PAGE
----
"It’s time to sue" says Chairman of ‘Australians for the Return of the Parthenon Sculptures’
Geoffrey Robertson QC and Amal Clooney [Credit: Athenian Association of NSW Inc]

Mr Hill says that at the time, Mrs Clooney had just married famous actor, George Clooney, and this star factor ensured the spotlight was firmly focused on the reunification of the sculptures.


“I’ve never seen anything like it… but what it did was it made the marbles the news story around the world,” Mr Hill explains to The Greek Herald.


Of course, it must be mentioned though that to this day the UK government and British Museum are still no closer to returning the Sculptures, and Mr Hill says Philhellenes and the Greek diaspora need to keep pushing and building public support.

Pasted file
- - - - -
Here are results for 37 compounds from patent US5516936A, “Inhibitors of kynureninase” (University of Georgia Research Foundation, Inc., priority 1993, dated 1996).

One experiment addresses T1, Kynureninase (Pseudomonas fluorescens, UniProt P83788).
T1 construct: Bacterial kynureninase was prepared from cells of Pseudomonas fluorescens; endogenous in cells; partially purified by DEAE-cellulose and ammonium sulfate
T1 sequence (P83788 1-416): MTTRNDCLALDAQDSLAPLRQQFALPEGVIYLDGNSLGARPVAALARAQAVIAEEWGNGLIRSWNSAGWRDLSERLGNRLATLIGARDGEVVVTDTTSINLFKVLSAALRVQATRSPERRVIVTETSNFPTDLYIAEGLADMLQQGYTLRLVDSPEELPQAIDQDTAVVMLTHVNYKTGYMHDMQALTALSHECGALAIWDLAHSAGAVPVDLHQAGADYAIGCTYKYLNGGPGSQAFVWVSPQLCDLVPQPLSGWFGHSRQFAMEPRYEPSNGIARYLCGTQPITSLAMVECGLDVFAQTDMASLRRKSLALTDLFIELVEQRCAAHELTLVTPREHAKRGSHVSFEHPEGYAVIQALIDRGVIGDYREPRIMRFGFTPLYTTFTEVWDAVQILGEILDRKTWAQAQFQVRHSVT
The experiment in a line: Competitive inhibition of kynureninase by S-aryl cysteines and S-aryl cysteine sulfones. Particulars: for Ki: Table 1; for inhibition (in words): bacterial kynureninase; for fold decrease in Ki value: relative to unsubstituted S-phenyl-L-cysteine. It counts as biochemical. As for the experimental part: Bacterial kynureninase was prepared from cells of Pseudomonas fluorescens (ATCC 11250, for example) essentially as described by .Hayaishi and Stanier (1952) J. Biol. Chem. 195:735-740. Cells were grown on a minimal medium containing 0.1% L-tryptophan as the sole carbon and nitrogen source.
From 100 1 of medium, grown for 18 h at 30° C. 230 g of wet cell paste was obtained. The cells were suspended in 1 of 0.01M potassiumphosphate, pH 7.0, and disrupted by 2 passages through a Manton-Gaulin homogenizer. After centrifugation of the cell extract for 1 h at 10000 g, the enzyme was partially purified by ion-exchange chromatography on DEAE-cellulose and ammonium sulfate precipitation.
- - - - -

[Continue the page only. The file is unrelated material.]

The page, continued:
This could involve supporting Greece through organisations such as the Hellenic Initiative, or even attending events such as the upcoming Australian book launch of Geoffrey Robertson QC’s new book, ‘Who Owns History,’ at The Governors Centre in Moore Park on June 5.


Every little bit helps and as Mr Hill stresses, it’s only a matter of time before the sculptures are rightfully returned to their homeland.


“It’s not often in history that a great wrong can’t be righted. In this case, it can be. They can be returned where they belong – to Greece. At the end of the day, it’s wrong for the British to keep them there… and I’m confident… that eventually right will prevail,” Mr Hill passionately concludes.


Author: Andriana Simos | Source: The Greek Herald [June 02, 2021]